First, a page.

ICE raids are making us sick

The current increase in immigration raids in communities across the country is having a devastating impact on public health – one that could get even worse if there were an outbreak in Zika or other highly contagious illness. The White House’s current immigration policy is causing fear to spread in immigrant communities and studies show these policies are causing toxic stress among children and leading undocumented immigrants to delay seeking medical care.

There are an estimated 11 million people living in the United States without legal documents. The White House has vowed to crack down on undocumented immigrants and has conducted unprecedented sweeps, rounding up and deporting people, regardless of whether they have criminal records. The White House is now considering using up to 100,000 National Guard troops to round up even more undocumented immigrants.

Round ups

Some of those who have been rounded up include young adults who were brought to the U.S. as children and who had received deferred status under President Obama. Others are parents with pending asylum cases based on claims of violence in their home countries. Still others are people who have never missed an appointment with Immigration and Customs Enforcement (ICE) agents who are working on their immigration statuses – several of whom have been arrested when they arrived for their scheduled appointments. Only a small percentage of those who have been deported this year had violent criminal records.

ICE raids spread fear like wildfire. In recent months, immigrant communities have been on high alert with rumors spreading about raids on subways, in schools, on city buses. In early May, immigration agents appeared at a New York City elementary school inquiring about an enrolled child. Many parents have stopped dropping their children off at school out of fear that they will be detained on their way home.

Toxic stress

A pediatrician in North Carolina told The Atlantic magazine that she had treated young patients who were suffering from panic attacks, headaches, and other stress-related symptoms since the White House began its crackdown. Children come to school crying and asking whether their parents will be deported. The pediatrician determined that these kids were suffering from toxic stress due to current immigration policies. Toxic stress has been found to cause myriad health problems and interfere with childhood development by flooding the body with inflammatory chemicals that interfere with the cardiovascular system and the metabolism.

More adverse childhood experiences are linked to higher chances of permanent disability, chronic illness like diabetes and hypertension, mood disorders, and early death. Further, toxic stress can impair academic performance and brain processing.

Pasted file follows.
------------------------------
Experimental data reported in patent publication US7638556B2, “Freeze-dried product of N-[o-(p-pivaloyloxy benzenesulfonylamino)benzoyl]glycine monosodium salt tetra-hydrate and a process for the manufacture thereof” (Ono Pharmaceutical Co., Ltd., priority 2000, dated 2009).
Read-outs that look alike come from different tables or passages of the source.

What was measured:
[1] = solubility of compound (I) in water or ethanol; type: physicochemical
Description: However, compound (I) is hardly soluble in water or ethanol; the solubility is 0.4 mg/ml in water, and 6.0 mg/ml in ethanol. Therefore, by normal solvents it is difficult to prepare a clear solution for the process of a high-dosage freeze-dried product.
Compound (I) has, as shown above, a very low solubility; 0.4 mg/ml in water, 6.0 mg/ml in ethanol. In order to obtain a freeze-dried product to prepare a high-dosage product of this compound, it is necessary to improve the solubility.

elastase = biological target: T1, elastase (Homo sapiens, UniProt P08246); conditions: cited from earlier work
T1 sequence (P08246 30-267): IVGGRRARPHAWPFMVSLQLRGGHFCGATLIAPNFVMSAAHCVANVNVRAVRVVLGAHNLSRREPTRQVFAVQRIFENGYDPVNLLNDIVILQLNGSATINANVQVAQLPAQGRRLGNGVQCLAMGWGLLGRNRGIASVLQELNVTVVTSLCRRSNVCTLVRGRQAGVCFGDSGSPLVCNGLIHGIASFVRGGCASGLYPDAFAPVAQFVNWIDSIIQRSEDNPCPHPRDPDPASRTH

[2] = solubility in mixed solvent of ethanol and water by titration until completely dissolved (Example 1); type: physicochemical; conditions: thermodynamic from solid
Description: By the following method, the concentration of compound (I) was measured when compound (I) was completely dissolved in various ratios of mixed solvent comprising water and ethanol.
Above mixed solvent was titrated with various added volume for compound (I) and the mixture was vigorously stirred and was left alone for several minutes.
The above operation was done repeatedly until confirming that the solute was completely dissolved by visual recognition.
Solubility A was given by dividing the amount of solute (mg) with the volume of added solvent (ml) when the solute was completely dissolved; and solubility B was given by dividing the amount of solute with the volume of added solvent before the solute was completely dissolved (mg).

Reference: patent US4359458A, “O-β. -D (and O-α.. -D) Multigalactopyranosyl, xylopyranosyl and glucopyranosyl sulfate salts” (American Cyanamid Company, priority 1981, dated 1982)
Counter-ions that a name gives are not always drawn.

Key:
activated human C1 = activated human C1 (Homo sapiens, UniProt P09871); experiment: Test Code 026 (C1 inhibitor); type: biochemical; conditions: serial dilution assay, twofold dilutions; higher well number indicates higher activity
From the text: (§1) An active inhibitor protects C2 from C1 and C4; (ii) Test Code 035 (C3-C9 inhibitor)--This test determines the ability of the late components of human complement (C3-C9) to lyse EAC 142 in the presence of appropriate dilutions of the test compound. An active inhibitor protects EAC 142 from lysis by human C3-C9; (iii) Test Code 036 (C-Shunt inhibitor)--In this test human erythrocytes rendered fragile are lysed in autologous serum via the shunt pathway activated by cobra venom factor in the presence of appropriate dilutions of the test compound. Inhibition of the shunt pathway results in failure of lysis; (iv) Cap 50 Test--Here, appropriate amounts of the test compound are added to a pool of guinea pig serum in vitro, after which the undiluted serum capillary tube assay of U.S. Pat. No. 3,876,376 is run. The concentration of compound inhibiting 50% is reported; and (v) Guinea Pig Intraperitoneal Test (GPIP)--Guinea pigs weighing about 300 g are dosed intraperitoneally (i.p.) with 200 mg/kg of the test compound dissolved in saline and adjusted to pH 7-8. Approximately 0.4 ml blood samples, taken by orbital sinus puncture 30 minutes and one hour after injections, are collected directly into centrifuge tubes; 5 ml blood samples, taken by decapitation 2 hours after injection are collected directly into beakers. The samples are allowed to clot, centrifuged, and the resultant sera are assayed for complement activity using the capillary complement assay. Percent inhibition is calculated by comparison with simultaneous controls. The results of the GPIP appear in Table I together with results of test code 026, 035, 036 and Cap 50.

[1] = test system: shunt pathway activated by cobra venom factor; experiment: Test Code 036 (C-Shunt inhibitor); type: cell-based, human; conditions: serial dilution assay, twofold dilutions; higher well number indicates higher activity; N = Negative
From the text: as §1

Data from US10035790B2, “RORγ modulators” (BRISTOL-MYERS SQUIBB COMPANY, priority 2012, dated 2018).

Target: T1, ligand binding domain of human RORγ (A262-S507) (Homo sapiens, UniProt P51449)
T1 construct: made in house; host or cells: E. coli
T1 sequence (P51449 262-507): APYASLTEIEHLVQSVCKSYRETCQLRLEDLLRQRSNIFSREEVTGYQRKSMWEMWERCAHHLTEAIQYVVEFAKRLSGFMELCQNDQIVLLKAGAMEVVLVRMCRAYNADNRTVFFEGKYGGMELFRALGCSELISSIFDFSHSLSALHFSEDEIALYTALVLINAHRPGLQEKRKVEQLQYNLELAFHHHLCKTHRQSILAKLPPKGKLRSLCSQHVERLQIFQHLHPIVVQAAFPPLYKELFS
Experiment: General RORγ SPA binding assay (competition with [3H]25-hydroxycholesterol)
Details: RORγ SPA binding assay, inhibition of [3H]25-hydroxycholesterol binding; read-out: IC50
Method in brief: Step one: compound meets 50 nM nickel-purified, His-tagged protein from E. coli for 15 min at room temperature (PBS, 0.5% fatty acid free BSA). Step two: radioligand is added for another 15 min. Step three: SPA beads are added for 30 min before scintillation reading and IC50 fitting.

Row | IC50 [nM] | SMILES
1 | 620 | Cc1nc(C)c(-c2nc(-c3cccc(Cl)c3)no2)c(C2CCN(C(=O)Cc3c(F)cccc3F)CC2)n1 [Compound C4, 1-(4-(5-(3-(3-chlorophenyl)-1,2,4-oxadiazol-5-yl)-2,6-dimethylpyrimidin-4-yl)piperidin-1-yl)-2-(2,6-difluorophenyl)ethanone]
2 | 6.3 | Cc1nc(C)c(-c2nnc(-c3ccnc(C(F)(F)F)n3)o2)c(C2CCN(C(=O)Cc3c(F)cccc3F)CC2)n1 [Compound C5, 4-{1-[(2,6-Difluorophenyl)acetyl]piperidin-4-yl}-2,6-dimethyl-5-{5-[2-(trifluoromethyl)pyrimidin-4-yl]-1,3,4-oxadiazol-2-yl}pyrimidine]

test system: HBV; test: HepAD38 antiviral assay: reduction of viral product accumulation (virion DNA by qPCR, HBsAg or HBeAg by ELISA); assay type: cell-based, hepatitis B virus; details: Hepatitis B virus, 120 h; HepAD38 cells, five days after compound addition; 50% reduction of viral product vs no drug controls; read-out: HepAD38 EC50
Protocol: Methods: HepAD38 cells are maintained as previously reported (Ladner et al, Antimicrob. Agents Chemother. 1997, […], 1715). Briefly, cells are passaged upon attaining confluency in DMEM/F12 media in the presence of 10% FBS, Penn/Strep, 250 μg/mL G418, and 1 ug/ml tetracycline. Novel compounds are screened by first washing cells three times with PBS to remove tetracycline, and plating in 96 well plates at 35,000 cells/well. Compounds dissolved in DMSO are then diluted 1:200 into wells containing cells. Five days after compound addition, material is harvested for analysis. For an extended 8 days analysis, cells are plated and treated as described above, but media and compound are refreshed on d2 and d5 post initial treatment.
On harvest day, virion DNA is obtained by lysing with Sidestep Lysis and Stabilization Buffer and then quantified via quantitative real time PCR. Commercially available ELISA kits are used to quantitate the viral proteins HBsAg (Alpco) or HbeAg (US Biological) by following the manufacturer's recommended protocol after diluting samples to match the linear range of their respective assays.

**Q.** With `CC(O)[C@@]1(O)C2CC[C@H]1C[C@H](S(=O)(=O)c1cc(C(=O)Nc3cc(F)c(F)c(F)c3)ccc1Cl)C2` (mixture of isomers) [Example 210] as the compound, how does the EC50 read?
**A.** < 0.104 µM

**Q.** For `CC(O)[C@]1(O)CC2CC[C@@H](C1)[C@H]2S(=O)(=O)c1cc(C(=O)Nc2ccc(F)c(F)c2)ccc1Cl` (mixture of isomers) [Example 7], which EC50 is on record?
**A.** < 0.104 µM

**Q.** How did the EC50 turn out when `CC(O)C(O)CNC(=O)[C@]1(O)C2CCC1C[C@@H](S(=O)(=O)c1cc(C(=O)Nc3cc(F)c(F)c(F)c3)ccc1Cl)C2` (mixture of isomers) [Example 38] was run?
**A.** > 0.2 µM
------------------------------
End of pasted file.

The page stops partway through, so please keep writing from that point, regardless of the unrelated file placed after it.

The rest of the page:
Studies show that this toxic stress is not limited to undocumented immigrants. Rather it impacts all Latinos, even citizens. Raids create fear and stress in entire communities that worry for the safety of their loved ones.

A recent University of Michigan study showed that ICE raids have a devastating impact on the health of Latino immigrants – even those who are not at risk of deportation. A 2008 raid at an Iowa factory conducted by 900 ICE officers armed with military-grade weapons and a black hawk helicopter resulted in the detention of nearly 400 workers. News of the raid spread rapidly throughout immigrant communities in Iowa. According to the study, in the 37 weeks following the raid there was a spike in Hispanic babies born with low birth weight – an outcome associated with stress in mothers. Birth weights in babies born to white mothers remained stable.

Fear keeps them from care

According to the National Institutes of Health, raids also decrease the likelihood that immigrants will seek medical care – again, whether they have their documents or not. This result was determined by a study conducted after changes were made to immigration enforcement laws in Alabama.

According to another study, undocumented patients are more than four times more likely to delay seeking care for tuberculosis. Without treatment TB can be fatal, and as nurses we know that TB can be highly contagious when it affects the lungs and becomes airborne.

Many avoid going to the hospital for any reason for fear that they will be deported or asked about immigration status upon arrival.

Public health risks skyrocket

Imagine an outbreak of Zika virus or other communicable disease with a large swath of those affected going untreated because they are too scared to go to the hospital. We need to ensure that people feel safe enough to seek the care they need to stop the spread of illnesses that could spread like wildfire if left untreated. We also need to make sure that children can feel safe in their schools and in their homes.

The vast majority of those impacted by current immigration policies work hard and pay taxes – and many of them are children who cannot be held responsible for their parents’ actions. As nurses, it is our duty to support humane immigration policies that don’t put the public health of our nation at risk or make children sick.

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